Veal liver (or calves liver) can be cooked to any finish temperature that is preferred.  Veal liver does not have to be cooked well done like shoe leather!  Veal liver is best when it is cooked to about a  medium finish temperature range or till it is still reddish pink in the middle.

     Onions straws, crispy onions and haystack onions are all the same thing.  They add flavor and crunch to whatever they are served with.  Liver is almost always served with sautéed onions or caramelized julienne onions.  Crispy Haystack Onions adds some excitement to the same old liver & onions entrée!
     Glace Viandé:
     Follow the link to the recipe in this website.
     • Glacé Viande

     Crispy Onions (Onion Straws): 
     This recipe yields enough crispy onions to garnish several entrées.  
     • Any extra onion straws can be served as a snack or used in other recipes.  Onion Straws can be kept at room temperature for 4 hours.  
     • Onion straws, haystack onions and crispy onions are all the same thing.  
     • Crispy onions are very easy to make, but it is easy to overcook and burn the thin crispy onions.  Only small amounts of crispy onions should be fried at a time to prevent dangerous hot oil foaming.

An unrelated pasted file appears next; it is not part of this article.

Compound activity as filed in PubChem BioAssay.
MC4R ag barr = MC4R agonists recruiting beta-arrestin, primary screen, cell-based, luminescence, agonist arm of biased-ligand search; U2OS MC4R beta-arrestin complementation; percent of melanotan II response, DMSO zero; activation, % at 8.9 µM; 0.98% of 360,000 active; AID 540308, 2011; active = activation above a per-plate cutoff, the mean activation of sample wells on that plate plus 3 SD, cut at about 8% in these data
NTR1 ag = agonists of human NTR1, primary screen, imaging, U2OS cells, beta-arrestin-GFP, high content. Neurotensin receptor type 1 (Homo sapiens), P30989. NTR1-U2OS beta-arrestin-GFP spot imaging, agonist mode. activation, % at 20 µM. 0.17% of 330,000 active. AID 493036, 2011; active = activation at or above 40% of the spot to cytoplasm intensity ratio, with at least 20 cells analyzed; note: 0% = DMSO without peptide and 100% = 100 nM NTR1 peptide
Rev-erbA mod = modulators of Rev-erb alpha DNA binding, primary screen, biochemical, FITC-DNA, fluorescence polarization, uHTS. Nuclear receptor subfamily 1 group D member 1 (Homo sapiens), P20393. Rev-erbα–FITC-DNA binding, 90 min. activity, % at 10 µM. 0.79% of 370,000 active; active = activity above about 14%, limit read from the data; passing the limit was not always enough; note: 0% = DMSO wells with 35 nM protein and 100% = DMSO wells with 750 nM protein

Step 1:  Heat 6" of vegetable frying oil in a high sided pot to 360ºF.
     Step 2:  Cut 1 medium size vidalia onion into paper thin sliced rings.  (The onion rings must be less than 1/16" thick.)
     Step 3:  Place the thin onion slices in a mixing bowl and separate them into rings.
     Add 2 to 3 pinches of sea salt and black pepper.
     Add 1 pinch of cayenne pepper.
     Let the onions sweat from the salt for about 5 minutes.
     Step 4:  Add enough flour to coat the onion rings.  (About 1 cup.)
     Toss the thin onion rings and flour together, so the onions are evenly coated.